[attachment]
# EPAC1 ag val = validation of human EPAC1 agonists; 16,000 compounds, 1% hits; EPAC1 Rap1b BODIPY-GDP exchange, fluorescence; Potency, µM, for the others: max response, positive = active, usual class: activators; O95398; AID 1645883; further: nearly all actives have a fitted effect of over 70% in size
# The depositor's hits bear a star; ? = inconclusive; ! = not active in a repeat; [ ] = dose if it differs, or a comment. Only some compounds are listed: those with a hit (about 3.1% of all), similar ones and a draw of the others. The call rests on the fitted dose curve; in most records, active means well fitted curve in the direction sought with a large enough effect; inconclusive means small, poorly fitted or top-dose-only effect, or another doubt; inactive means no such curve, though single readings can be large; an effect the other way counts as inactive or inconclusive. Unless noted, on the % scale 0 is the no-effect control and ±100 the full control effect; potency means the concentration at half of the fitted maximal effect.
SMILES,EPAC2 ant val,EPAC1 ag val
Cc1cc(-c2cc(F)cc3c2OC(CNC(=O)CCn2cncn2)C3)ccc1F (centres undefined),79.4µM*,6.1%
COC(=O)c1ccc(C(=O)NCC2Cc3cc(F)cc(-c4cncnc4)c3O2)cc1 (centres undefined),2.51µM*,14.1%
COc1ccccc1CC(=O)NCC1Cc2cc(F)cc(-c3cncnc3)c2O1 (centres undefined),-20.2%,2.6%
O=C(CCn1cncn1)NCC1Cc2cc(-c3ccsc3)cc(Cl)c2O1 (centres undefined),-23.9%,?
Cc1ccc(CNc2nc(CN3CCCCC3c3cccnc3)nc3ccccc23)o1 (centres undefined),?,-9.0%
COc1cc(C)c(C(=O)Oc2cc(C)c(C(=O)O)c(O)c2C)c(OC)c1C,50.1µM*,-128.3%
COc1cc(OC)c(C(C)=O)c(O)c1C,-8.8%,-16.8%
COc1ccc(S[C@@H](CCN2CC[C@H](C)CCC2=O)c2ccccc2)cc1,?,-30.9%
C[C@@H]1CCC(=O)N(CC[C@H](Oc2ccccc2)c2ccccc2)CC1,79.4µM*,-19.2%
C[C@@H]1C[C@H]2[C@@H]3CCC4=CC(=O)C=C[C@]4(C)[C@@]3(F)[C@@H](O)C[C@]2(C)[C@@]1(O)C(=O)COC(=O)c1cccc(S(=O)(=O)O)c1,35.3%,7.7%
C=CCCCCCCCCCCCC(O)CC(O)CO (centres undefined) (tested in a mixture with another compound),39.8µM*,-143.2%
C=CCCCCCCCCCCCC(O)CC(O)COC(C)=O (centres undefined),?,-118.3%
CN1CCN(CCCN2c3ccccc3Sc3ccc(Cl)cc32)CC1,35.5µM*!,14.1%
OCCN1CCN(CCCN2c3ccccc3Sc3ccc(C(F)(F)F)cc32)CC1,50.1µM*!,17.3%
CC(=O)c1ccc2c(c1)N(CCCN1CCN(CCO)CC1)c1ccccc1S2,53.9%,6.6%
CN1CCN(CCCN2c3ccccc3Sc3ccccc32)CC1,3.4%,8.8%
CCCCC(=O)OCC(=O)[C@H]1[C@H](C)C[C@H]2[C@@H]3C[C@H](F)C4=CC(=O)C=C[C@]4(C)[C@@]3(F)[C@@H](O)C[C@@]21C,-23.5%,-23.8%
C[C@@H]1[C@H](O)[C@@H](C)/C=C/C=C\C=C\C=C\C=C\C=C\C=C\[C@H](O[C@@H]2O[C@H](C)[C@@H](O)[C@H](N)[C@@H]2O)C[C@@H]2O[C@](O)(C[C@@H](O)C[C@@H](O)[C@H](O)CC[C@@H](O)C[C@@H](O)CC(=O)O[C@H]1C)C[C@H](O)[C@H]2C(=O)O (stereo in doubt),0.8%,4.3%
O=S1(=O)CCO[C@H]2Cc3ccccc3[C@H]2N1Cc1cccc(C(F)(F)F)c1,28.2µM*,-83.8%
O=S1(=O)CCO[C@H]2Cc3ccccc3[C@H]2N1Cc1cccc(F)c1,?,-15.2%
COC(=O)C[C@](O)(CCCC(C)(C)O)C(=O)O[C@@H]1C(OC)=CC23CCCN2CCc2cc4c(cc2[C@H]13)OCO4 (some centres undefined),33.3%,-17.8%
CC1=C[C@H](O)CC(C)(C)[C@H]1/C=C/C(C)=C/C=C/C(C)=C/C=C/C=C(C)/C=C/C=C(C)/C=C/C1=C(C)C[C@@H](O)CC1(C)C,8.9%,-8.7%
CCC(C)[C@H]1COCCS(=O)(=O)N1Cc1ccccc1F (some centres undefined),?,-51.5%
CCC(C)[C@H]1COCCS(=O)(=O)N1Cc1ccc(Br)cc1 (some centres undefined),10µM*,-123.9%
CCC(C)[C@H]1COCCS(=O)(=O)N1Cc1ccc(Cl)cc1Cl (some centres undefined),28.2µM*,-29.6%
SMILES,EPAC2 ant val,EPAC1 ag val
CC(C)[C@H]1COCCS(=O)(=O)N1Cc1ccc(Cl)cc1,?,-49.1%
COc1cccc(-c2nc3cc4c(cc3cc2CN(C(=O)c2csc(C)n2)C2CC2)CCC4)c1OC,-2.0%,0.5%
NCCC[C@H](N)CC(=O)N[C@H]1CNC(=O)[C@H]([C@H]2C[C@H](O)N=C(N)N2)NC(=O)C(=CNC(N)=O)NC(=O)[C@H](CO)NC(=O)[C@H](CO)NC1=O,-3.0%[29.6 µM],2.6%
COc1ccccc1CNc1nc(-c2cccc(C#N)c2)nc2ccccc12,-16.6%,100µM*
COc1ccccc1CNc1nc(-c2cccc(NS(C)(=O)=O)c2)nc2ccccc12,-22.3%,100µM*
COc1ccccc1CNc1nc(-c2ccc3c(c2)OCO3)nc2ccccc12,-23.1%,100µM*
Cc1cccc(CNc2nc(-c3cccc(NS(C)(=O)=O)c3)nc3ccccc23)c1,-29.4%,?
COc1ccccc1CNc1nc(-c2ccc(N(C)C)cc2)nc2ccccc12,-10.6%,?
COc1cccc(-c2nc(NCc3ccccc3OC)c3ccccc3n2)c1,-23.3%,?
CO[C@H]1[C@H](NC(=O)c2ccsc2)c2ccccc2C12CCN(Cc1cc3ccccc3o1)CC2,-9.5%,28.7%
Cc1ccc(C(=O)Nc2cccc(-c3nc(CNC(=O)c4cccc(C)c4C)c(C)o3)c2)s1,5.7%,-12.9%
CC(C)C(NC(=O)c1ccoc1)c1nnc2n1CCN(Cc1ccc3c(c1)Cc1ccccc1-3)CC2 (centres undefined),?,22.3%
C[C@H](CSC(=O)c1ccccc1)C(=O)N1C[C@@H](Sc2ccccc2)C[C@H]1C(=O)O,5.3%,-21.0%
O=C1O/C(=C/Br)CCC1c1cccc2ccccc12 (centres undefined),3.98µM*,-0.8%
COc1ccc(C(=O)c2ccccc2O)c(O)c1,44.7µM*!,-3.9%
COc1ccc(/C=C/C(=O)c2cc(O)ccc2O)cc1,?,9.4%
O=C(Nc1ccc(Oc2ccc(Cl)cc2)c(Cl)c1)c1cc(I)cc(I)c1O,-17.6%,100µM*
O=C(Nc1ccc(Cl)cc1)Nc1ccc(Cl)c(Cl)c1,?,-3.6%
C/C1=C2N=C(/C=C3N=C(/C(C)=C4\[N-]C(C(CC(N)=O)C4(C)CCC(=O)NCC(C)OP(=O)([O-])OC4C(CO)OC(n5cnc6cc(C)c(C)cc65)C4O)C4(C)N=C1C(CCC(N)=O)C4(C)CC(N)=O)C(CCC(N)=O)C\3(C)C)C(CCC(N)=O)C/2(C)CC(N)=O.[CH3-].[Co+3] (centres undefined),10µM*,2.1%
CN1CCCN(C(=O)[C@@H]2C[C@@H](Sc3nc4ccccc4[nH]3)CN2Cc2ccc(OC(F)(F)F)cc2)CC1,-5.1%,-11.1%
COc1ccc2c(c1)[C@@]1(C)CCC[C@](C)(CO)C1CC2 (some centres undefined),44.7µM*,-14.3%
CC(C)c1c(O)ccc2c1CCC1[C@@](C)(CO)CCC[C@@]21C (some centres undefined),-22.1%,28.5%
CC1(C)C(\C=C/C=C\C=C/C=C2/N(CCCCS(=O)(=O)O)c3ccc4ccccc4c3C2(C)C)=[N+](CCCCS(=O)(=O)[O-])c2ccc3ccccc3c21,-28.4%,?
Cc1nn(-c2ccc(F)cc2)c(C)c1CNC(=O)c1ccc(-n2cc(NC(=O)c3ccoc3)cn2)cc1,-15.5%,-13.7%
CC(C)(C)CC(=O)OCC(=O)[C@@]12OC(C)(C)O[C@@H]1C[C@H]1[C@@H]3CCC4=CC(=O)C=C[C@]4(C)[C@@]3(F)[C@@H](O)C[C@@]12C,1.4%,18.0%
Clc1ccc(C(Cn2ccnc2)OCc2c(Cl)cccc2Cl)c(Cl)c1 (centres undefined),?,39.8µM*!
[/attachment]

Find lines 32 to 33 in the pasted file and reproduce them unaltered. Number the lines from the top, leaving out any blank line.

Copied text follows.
NCCC[C@H](N)CC(=O)N[C@H]1CNC(=O)[C@H]([C@H]2C[C@H](O)N=C(N)N2)NC(=O)C(=CNC(N)=O)NC(=O)[C@H](CO)NC(=O)[C@H](CO)NC1=O,-3.0%[29.6 µM],2.6%
COc1ccccc1CNc1nc(-c2cccc(C#N)c2)nc2ccccc12,-16.6%,100µM*